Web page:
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Lopsided Barbell of bank credit

At a fascinating macro talk this morning by a Goldman Sachs strategist, he mentioned a “lopsided barbell” of credit.

To the biggest firms with the best ratings — think IBM or MSFT — money is basically free, with coupon yields at sub-2%.

But to middle-market (say, $100M – $500M sales) and lower-end of middle market (let’s say $20M – $100M) companies, bank credit is simply not available at any price.

Interestingly, this week at a discussion with some regional commercial bankers, my partner Andy Sack heard gripes from the loan officers about extraordinarily tight credit conditions for single-digit-millions size facilities. (Of course, loan officers always gripe when “the credit guys” say no, but it’s worse now than usual, and importantly, not much better than 2008).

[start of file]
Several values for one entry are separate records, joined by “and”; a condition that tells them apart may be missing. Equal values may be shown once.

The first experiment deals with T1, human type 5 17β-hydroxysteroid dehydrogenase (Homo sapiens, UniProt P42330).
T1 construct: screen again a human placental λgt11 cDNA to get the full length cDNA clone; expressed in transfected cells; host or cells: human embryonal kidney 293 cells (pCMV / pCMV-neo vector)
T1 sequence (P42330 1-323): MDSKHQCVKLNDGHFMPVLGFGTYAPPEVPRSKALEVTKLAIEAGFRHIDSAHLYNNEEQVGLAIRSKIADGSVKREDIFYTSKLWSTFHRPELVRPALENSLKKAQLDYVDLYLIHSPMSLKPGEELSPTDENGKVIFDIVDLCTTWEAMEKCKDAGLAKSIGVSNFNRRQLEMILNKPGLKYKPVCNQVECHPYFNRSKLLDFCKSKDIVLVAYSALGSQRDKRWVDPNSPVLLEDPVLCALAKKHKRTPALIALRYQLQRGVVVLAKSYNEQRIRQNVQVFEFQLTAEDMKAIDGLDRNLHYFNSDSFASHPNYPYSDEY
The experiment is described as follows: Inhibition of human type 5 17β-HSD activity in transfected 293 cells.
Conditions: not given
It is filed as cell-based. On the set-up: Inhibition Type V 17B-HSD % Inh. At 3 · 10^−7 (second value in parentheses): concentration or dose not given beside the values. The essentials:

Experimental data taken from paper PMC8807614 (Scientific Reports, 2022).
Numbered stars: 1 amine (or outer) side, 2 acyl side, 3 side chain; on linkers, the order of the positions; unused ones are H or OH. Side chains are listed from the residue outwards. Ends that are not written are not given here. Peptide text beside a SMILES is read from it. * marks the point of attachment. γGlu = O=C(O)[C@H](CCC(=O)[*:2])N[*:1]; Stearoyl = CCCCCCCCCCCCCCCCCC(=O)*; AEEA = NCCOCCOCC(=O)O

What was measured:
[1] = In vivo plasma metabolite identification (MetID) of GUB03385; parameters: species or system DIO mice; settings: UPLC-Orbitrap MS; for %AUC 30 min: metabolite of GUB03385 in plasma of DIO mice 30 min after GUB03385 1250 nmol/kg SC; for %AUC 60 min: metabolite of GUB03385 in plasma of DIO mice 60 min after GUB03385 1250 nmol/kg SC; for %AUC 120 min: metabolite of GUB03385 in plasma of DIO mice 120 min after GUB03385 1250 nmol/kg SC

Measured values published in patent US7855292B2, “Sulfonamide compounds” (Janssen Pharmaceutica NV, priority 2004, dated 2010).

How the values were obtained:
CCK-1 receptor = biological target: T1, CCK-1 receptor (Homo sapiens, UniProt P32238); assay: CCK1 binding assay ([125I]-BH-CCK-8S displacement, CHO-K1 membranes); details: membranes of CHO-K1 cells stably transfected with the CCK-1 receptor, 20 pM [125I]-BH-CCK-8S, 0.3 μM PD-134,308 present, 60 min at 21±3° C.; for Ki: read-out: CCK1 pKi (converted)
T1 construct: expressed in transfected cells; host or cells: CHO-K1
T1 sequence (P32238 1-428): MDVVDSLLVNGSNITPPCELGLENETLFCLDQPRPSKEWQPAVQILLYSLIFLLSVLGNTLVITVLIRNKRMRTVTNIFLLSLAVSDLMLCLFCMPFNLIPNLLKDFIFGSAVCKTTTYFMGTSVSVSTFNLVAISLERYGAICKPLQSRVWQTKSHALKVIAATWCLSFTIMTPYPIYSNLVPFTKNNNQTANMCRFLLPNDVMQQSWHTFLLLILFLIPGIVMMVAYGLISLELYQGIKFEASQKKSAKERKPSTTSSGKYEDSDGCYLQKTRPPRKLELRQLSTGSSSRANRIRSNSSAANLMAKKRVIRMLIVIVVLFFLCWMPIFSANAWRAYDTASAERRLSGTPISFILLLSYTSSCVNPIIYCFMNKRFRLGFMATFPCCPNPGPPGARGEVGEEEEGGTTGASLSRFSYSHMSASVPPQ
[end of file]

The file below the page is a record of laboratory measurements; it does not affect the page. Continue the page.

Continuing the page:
So: until or unless the big banks stop getting money for “free,” they’ll be quite content to sit on it and/or plow it for nearly-free into premium credits in large deals.  Don’t expect small business credit to loosen up until, paradoxically, rates have risen somewhat.

(Don’t expect us to have that problem over at RevenueLoan.  We’re funded by private equity investors specifically to prove out the royalty/revenue-based financing model, so A. our money costs us “private equity rates” and B. we’re on a mission to fund small businesses!)

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